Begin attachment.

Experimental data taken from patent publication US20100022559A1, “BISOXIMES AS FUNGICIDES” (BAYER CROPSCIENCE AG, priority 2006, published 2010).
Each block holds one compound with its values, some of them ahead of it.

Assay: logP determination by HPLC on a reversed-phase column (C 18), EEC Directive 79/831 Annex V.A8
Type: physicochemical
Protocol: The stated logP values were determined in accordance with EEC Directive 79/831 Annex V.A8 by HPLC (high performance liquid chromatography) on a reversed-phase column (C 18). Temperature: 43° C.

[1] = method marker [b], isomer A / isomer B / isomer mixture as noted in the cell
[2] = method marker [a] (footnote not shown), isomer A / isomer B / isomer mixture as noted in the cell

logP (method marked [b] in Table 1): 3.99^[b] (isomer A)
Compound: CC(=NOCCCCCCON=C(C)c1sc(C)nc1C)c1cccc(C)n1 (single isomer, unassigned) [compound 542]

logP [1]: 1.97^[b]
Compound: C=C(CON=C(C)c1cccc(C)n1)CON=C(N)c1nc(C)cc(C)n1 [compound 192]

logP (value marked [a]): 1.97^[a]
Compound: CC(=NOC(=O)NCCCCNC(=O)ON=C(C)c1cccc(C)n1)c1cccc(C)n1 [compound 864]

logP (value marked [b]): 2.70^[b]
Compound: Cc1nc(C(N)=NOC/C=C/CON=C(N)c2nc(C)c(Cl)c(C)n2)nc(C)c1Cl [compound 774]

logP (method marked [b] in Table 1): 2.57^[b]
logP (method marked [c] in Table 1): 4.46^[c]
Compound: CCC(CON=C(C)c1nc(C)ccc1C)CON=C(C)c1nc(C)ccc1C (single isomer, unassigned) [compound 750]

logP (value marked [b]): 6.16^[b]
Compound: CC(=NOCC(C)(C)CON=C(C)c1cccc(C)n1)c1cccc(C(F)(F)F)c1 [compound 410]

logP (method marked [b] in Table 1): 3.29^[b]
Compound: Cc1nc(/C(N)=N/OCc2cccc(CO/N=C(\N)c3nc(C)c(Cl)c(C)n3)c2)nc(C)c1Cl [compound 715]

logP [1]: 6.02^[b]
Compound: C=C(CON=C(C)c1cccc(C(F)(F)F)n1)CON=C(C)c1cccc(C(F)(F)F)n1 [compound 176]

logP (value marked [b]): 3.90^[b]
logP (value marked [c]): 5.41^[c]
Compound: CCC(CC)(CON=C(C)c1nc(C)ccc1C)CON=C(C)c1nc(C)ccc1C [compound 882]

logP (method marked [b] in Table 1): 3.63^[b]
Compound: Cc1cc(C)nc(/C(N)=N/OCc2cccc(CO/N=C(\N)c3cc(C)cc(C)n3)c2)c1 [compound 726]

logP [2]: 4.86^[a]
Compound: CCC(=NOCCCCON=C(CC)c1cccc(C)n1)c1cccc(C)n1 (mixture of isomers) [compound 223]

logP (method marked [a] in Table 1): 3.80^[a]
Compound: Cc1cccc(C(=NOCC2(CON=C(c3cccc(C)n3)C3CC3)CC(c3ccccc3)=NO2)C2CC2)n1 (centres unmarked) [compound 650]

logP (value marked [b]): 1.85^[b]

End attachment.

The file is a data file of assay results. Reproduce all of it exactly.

Experimental data taken from patent publication US20100022559A1, “BISOXIMES AS FUNGICIDES” (BAYER CROPSCIENCE AG, priority 2006, published 2010).
Each block holds one compound with its values, some of them ahead of it.

Assay: logP determination by HPLC on a reversed-phase column (C 18), EEC Directive 79/831 Annex V.A8
Type: physicochemical
Protocol: The stated logP values were determined in accordance with EEC Directive 79/831 Annex V.A8 by HPLC (high performance liquid chromatography) on a reversed-phase column (C 18). Temperature: 43° C.

[1] = method marker [b], isomer A / isomer B / isomer mixture as noted in the cell
[2] = method marker [a] (footnote not shown), isomer A / isomer B / isomer mixture as noted in the cell

logP (method marked [b] in Table 1): 3.99^[b] (isomer A)
Compound: CC(=NOCCCCCCON=C(C)c1sc(C)nc1C)c1cccc(C)n1 (single isomer, unassigned) [compound 542]

logP [1]: 1.97^[b]
Compound: C=C(CON=C(C)c1cccc(C)n1)CON=C(N)c1nc(C)cc(C)n1 [compound 192]

logP (value marked [a]): 1.97^[a]
Compound: CC(=NOC(=O)NCCCCNC(=O)ON=C(C)c1cccc(C)n1)c1cccc(C)n1 [compound 864]

logP (value marked [b]): 2.70^[b]
Compound: Cc1nc(C(N)=NOC/C=C/CON=C(N)c2nc(C)c(Cl)c(C)n2)nc(C)c1Cl [compound 774]

logP (method marked [b] in Table 1): 2.57^[b]
logP (method marked [c] in Table 1): 4.46^[c]
Compound: CCC(CON=C(C)c1nc(C)ccc1C)CON=C(C)c1nc(C)ccc1C (single isomer, unassigned) [compound 750]

logP (value marked [b]): 6.16^[b]
Compound: CC(=NOCC(C)(C)CON=C(C)c1cccc(C)n1)c1cccc(C(F)(F)F)c1 [compound 410]

logP (method marked [b] in Table 1): 3.29^[b]
Compound: Cc1nc(/C(N)=N/OCc2cccc(CO/N=C(\N)c3nc(C)c(Cl)c(C)n3)c2)nc(C)c1Cl [compound 715]

logP [1]: 6.02^[b]
Compound: C=C(CON=C(C)c1cccc(C(F)(F)F)n1)CON=C(C)c1cccc(C(F)(F)F)n1 [compound 176]

logP (value marked [b]): 3.90^[b]
logP (value marked [c]): 5.41^[c]
Compound: CCC(CC)(CON=C(C)c1nc(C)ccc1C)CON=C(C)c1nc(C)ccc1C [compound 882]

logP (method marked [b] in Table 1): 3.63^[b]
Compound: Cc1cc(C)nc(/C(N)=N/OCc2cccc(CO/N=C(\N)c3cc(C)cc(C)n3)c2)c1 [compound 726]

logP [2]: 4.86^[a]
Compound: CCC(=NOCCCCON=C(CC)c1cccc(C)n1)c1cccc(C)n1 (mixture of isomers) [compound 223]

logP (method marked [a] in Table 1): 3.80^[a]
Compound: Cc1cccc(C(=NOCC2(CON=C(c3cccc(C)n3)C3CC3)CC(c3ccccc3)=NO2)C2CC2)n1 (centres unmarked) [compound 650]

logP (value marked [b]): 1.85^[b]